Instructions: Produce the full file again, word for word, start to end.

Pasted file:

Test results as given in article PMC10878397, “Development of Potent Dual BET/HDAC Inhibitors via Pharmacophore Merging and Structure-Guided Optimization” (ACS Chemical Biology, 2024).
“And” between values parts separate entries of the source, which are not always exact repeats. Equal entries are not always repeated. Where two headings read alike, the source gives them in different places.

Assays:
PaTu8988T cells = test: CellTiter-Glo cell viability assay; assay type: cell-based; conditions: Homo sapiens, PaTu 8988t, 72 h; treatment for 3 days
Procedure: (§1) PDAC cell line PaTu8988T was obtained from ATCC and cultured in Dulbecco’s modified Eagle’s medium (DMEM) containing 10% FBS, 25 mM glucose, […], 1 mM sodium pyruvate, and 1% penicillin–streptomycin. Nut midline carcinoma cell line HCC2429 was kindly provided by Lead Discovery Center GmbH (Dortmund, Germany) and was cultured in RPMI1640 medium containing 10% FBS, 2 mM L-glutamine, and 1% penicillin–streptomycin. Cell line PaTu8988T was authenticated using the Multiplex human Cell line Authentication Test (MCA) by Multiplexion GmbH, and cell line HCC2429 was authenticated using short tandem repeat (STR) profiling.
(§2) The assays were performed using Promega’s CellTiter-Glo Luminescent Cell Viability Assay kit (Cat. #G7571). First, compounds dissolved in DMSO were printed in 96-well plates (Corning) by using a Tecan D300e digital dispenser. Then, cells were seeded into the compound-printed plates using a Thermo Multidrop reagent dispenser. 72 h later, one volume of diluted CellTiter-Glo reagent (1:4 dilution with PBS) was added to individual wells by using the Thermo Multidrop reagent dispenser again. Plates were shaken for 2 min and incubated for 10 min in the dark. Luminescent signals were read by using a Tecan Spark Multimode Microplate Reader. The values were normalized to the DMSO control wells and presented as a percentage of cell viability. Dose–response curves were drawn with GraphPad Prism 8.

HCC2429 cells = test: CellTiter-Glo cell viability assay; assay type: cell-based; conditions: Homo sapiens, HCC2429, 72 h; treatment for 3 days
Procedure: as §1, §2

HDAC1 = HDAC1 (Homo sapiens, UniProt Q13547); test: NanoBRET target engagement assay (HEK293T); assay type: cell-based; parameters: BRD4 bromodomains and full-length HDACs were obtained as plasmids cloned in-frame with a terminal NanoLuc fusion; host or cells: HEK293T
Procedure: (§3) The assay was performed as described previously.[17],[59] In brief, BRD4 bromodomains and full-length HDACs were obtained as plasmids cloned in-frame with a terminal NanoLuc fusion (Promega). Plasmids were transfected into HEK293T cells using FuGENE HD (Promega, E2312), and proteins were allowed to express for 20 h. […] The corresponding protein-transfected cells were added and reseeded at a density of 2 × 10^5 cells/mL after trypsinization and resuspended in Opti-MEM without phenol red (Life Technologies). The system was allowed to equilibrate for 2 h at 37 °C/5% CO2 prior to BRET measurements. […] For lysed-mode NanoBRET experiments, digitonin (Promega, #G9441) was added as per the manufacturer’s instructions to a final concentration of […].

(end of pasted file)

Test results as given in article PMC10878397, “Development of Potent Dual BET/HDAC Inhibitors via Pharmacophore Merging and Structure-Guided Optimization” (ACS Chemical Biology, 2024).
“And” between values parts separate entries of the source, which are not always exact repeats. Equal entries are not always repeated. Where two headings read alike, the source gives them in different places.

Assays:
PaTu8988T cells = test: CellTiter-Glo cell viability assay; assay type: cell-based; conditions: Homo sapiens, PaTu 8988t, 72 h; treatment for 3 days
Procedure: (§1) PDAC cell line PaTu8988T was obtained from ATCC and cultured in Dulbecco’s modified Eagle’s medium (DMEM) containing 10% FBS, 25 mM glucose, […], 1 mM sodium pyruvate, and 1% penicillin–streptomycin. Nut midline carcinoma cell line HCC2429 was kindly provided by Lead Discovery Center GmbH (Dortmund, Germany) and was cultured in RPMI1640 medium containing 10% FBS, 2 mM L-glutamine, and 1% penicillin–streptomycin. Cell line PaTu8988T was authenticated using the Multiplex human Cell line Authentication Test (MCA) by Multiplexion GmbH, and cell line HCC2429 was authenticated using short tandem repeat (STR) profiling.
(§2) The assays were performed using Promega’s CellTiter-Glo Luminescent Cell Viability Assay kit (Cat. #G7571). First, compounds dissolved in DMSO were printed in 96-well plates (Corning) by using a Tecan D300e digital dispenser. Then, cells were seeded into the compound-printed plates using a Thermo Multidrop reagent dispenser. 72 h later, one volume of diluted CellTiter-Glo reagent (1:4 dilution with PBS) was added to individual wells by using the Thermo Multidrop reagent dispenser again. Plates were shaken for 2 min and incubated for 10 min in the dark. Luminescent signals were read by using a Tecan Spark Multimode Microplate Reader. The values were normalized to the DMSO control wells and presented as a percentage of cell viability. Dose–response curves were drawn with GraphPad Prism 8.

HCC2429 cells = test: CellTiter-Glo cell viability assay; assay type: cell-based; conditions: Homo sapiens, HCC2429, 72 h; treatment for 3 days
Procedure: as §1, §2

HDAC1 = HDAC1 (Homo sapiens, UniProt Q13547); test: NanoBRET target engagement assay (HEK293T); assay type: cell-based; parameters: BRD4 bromodomains and full-length HDACs were obtained as plasmids cloned in-frame with a terminal NanoLuc fusion; host or cells: HEK293T
Procedure: (§3) The assay was performed as described previously.[17],[59] In brief, BRD4 bromodomains and full-length HDACs were obtained as plasmids cloned in-frame with a terminal NanoLuc fusion (Promega). Plasmids were transfected into HEK293T cells using FuGENE HD (Promega, E2312), and proteins were allowed to express for 20 h. […] The corresponding protein-transfected cells were added and reseeded at a density of 2 × 10^5 cells/mL after trypsinization and resuspended in Opti-MEM without phenol red (Life Technologies). The system was allowed to equilibrate for 2 h at 37 °C/5% CO2 prior to BRET measurements. […] For lysed-mode NanoBRET experiments, digitonin (Promega, #G9441) was added as per the manufacturer’s instructions to a final concentration of […].